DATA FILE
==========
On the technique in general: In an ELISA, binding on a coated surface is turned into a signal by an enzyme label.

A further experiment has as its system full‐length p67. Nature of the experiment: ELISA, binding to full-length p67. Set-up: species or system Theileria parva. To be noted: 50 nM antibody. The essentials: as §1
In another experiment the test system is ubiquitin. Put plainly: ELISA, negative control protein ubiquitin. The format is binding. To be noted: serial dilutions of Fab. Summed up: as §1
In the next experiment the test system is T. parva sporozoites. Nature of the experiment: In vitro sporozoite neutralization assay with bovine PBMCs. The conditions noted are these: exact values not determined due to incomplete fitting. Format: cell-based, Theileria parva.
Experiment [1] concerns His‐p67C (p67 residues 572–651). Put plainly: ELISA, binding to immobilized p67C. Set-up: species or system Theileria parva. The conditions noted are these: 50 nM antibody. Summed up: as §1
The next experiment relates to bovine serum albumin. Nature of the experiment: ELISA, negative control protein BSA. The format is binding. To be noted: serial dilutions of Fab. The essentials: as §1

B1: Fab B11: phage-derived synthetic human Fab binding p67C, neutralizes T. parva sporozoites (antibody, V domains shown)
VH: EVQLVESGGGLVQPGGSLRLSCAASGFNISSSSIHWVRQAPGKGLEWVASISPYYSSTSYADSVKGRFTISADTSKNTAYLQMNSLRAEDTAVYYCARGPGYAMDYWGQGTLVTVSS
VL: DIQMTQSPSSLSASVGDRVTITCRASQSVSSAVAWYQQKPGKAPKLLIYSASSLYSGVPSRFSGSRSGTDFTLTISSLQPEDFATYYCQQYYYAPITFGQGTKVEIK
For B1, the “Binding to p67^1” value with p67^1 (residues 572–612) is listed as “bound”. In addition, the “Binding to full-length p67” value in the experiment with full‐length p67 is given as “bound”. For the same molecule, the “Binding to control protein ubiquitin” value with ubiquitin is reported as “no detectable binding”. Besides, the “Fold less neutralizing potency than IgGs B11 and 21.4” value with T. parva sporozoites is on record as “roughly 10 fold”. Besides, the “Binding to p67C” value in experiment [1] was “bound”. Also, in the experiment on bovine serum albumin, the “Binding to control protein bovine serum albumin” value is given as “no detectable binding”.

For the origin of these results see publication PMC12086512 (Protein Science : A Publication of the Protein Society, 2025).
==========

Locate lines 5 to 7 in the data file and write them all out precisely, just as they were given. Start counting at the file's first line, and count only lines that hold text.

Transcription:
Experiment [1] concerns His‐p67C (p67 residues 572–651). Put plainly: ELISA, binding to immobilized p67C. Set-up: species or system Theileria parva. The conditions noted are these: 50 nM antibody. Summed up: as §1
The next experiment relates to bovine serum albumin. Nature of the experiment: ELISA, negative control protein BSA. The format is binding. To be noted: serial dilutions of Fab. The essentials: as §1

B1: Fab B11: phage-derived synthetic human Fab binding p67C, neutralizes T. parva sporozoites (antibody, V domains shown)